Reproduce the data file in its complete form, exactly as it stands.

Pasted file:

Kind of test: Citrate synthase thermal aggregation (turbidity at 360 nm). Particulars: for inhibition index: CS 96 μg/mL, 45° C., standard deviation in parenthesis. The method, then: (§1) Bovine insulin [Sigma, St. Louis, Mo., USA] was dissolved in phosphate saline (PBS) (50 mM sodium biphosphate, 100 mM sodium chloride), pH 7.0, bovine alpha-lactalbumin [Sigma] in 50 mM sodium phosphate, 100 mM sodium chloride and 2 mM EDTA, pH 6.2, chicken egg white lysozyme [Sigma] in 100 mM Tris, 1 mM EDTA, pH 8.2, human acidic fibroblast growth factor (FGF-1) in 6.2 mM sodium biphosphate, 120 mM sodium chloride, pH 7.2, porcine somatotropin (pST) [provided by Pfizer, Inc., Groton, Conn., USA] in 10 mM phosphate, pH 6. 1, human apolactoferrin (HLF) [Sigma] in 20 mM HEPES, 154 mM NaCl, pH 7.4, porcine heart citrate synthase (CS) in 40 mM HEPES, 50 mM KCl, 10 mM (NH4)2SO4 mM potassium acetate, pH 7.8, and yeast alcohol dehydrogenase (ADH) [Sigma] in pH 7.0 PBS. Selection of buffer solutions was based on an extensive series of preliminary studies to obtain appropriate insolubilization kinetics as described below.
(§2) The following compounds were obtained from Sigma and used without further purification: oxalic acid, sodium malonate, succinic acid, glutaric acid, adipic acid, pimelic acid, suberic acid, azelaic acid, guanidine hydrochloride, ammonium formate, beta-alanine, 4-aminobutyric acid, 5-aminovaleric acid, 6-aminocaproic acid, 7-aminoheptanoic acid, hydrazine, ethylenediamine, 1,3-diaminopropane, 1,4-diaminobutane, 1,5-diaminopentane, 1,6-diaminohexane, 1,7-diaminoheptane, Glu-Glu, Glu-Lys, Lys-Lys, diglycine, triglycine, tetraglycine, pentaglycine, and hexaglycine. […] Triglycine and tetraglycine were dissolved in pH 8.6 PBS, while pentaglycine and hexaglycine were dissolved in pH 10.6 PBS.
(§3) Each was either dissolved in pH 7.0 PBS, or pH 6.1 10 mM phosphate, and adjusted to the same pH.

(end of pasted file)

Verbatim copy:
Kind of test: Citrate synthase thermal aggregation (turbidity at 360 nm). Particulars: for inhibition index: CS 96 μg/mL, 45° C., standard deviation in parenthesis. The method, then: (§1) Bovine insulin [Sigma, St. Louis, Mo., USA] was dissolved in phosphate saline (PBS) (50 mM sodium biphosphate, 100 mM sodium chloride), pH 7.0, bovine alpha-lactalbumin [Sigma] in 50 mM sodium phosphate, 100 mM sodium chloride and 2 mM EDTA, pH 6.2, chicken egg white lysozyme [Sigma] in 100 mM Tris, 1 mM EDTA, pH 8.2, human acidic fibroblast growth factor (FGF-1) in 6.2 mM sodium biphosphate, 120 mM sodium chloride, pH 7.2, porcine somatotropin (pST) [provided by Pfizer, Inc., Groton, Conn., USA] in 10 mM phosphate, pH 6. 1, human apolactoferrin (HLF) [Sigma] in 20 mM HEPES, 154 mM NaCl, pH 7.4, porcine heart citrate synthase (CS) in 40 mM HEPES, 50 mM KCl, 10 mM (NH4)2SO4 mM potassium acetate, pH 7.8, and yeast alcohol dehydrogenase (ADH) [Sigma] in pH 7.0 PBS. Selection of buffer solutions was based on an extensive series of preliminary studies to obtain appropriate insolubilization kinetics as described below.
(§2) The following compounds were obtained from Sigma and used without further purification: oxalic acid, sodium malonate, succinic acid, glutaric acid, adipic acid, pimelic acid, suberic acid, azelaic acid, guanidine hydrochloride, ammonium formate, beta-alanine, 4-aminobutyric acid, 5-aminovaleric acid, 6-aminocaproic acid, 7-aminoheptanoic acid, hydrazine, ethylenediamine, 1,3-diaminopropane, 1,4-diaminobutane, 1,5-diaminopentane, 1,6-diaminohexane, 1,7-diaminoheptane, Glu-Glu, Glu-Lys, Lys-Lys, diglycine, triglycine, tetraglycine, pentaglycine, and hexaglycine. […] Triglycine and tetraglycine were dissolved in pH 8.6 PBS, while pentaglycine and hexaglycine were dissolved in pH 10.6 PBS.
(§3) Each was either dissolved in pH 7.0 PBS, or pH 6.1 10 mM phosphate, and adjusted to the same pH.